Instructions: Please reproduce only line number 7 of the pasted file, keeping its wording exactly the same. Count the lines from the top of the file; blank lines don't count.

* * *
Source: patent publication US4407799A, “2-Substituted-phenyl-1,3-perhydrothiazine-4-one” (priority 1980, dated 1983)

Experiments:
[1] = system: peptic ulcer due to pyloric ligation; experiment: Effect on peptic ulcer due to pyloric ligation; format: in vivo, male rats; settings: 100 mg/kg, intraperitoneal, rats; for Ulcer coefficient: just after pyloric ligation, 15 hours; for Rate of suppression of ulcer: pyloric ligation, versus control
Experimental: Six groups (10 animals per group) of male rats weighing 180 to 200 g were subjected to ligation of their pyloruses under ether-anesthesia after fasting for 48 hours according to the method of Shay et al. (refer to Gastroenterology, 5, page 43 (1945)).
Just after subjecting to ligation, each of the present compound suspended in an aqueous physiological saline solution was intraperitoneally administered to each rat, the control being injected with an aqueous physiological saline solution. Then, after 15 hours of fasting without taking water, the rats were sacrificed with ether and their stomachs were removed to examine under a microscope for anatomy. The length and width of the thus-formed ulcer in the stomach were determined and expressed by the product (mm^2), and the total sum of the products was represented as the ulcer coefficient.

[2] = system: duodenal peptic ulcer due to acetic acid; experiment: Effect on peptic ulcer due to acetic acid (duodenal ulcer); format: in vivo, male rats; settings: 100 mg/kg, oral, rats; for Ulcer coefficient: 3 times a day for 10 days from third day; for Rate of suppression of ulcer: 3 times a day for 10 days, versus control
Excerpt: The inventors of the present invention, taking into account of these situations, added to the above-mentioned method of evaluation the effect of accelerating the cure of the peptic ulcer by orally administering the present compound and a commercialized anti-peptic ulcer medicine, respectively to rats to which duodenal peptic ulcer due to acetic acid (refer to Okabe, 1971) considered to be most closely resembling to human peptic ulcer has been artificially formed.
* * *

Excerpt: The inventors of the present invention, taking into account of these situations, added to the above-mentioned method of evaluation the effect of accelerating the cure of the peptic ulcer by orally administering the present compound and a commercialized anti-peptic ulcer medicine, respectively to rats to which duodenal peptic ulcer due to acetic acid (refer to Okabe, 1971) considered to be most closely resembling to human peptic ulcer has been artificially formed.